One thing that stands out in Inception is the cast. Christopher Nolan managed to assemble an ensemble cast that manages to deliver powerful performances despite having to sell a difficult concept. The main cast of the film features performers who have starred in major films in their careers. While DiCaprio and Michael Caine are the biggest of the stars, other performers such as Joseph Gordon-Levitt, Ellen Page and Ken Watanabe are major players in the industry in their own right, having received acclaim for their performances in films such as 500 Days of Summer, Juno and The Last Samurai, respectively. Within Inception, Marion Cotillard’s performance as Mal (Cobb’s deceased wife) was one of the most compelling and intriguing. Cotillard’s depiction of a sorrowful, obsessive and manic wife was convincing in the way that it made the audience genuinely fearful of her. This created an element of suspense whenever her presence was anticipated within the film. DiCaprio was also able to provide a typically powerful performance as Cobb. The strength of his performance came in the way he made the weight of his guilt visible, making the audience convinced that he was genuinely fatigued with the way his life was.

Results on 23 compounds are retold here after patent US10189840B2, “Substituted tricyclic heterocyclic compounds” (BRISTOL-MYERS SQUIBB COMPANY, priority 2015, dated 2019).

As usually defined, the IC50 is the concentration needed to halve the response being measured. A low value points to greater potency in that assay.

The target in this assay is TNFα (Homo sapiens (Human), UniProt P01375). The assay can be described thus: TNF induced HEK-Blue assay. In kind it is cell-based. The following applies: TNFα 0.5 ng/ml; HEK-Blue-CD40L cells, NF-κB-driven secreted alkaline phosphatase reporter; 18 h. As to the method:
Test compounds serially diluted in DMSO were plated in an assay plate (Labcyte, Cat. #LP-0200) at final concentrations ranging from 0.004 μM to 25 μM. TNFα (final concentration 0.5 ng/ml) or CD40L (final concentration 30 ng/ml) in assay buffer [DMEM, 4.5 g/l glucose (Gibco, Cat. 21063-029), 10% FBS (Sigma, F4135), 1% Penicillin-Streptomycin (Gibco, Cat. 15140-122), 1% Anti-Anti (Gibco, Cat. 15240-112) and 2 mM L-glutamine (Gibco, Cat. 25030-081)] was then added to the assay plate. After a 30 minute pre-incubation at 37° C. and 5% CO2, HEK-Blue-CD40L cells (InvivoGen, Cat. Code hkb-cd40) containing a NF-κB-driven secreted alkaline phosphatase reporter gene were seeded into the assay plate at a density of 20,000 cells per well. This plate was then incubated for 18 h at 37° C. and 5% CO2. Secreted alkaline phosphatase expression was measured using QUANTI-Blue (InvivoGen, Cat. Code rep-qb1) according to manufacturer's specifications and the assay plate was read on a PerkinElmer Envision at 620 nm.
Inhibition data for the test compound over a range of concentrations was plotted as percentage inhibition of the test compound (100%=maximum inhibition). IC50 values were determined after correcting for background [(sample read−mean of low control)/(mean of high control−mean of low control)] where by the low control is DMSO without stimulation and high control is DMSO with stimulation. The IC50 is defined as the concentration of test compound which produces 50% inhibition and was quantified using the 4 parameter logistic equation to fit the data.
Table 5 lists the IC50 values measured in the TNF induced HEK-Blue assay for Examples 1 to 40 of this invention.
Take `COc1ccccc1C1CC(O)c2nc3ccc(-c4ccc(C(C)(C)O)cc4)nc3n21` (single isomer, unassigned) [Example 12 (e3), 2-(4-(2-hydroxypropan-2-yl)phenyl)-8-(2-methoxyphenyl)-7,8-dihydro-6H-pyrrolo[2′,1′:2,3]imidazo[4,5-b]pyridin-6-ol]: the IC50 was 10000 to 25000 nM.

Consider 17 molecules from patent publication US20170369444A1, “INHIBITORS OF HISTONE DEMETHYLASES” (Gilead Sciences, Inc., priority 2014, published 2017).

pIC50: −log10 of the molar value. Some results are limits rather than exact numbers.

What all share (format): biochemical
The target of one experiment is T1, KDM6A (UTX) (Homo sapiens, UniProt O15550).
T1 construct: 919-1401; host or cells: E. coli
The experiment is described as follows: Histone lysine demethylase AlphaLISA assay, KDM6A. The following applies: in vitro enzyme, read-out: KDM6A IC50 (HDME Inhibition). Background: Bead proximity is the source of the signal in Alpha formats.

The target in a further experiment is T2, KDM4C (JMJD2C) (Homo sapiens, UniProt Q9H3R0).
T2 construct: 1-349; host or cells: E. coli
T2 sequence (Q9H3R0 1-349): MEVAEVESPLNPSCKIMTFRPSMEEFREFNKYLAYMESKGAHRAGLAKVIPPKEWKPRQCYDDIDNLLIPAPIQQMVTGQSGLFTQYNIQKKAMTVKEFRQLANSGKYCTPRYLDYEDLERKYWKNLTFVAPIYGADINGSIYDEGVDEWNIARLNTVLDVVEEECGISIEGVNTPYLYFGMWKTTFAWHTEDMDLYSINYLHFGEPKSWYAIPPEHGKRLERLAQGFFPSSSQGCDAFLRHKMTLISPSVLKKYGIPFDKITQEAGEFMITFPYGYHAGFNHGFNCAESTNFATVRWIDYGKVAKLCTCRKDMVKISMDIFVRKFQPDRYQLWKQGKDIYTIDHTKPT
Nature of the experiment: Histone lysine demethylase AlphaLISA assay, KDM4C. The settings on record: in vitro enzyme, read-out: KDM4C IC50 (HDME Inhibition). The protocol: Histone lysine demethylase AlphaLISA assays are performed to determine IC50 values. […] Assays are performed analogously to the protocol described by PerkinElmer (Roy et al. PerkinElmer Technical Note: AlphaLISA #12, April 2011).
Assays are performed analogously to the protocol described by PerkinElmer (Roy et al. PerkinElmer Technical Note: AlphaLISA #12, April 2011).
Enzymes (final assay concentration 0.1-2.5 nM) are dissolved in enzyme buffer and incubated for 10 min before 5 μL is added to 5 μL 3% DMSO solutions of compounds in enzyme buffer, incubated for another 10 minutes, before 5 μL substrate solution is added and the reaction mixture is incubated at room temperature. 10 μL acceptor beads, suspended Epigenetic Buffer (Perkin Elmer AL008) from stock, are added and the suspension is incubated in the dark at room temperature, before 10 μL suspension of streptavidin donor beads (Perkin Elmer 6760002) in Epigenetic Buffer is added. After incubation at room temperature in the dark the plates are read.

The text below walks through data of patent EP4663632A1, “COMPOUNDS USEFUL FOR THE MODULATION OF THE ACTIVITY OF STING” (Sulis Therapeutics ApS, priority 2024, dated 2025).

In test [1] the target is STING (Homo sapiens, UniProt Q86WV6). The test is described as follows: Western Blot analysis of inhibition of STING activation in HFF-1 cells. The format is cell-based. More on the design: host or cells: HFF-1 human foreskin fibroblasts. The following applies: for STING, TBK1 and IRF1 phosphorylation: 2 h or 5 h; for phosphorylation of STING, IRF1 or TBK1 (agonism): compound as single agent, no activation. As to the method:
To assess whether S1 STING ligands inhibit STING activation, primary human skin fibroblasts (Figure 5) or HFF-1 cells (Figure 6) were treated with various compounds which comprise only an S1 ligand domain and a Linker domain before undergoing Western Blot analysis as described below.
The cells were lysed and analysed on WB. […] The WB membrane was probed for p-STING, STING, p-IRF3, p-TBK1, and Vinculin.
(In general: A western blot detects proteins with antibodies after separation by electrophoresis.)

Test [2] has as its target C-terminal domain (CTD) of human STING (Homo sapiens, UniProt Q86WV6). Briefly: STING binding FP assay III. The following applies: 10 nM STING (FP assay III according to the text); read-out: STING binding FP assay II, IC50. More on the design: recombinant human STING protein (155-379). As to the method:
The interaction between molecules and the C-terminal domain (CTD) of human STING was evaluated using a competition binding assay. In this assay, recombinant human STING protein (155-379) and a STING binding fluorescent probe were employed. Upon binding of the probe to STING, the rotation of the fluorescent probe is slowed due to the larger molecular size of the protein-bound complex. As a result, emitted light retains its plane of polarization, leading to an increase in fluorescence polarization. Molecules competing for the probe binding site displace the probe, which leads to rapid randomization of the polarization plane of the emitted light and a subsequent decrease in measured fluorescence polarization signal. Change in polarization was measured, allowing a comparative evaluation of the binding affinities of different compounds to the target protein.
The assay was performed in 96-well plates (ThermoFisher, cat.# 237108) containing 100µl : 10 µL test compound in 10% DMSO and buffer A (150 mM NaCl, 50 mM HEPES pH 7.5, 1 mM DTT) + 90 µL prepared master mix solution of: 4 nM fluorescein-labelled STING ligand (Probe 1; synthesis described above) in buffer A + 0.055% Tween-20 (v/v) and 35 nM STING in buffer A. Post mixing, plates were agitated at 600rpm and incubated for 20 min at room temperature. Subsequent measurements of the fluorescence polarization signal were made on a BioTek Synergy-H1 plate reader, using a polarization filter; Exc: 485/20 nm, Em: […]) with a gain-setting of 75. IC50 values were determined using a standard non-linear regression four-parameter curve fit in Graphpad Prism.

The cinematography and visual effects were some of the most commendable aspects of the film. Inception was a groundbreaking film in the way that it used different techniques to provide a compelling view for audiences. The film’s action sequences were immersive, as Nolan preferred to use practical effects instead of computer-generated imagery. The result of this choice was a realistic portrayal of the film’s worlds. The “limbo” universe in the film was particularly compelling because of the way it projected an image of desolation and despair. Another strong aspect of the film was its score. Hans Zimmer’s work on the music in Inception resulted in a gripping and emotional score that managed to portray the film’s moments in the right mood.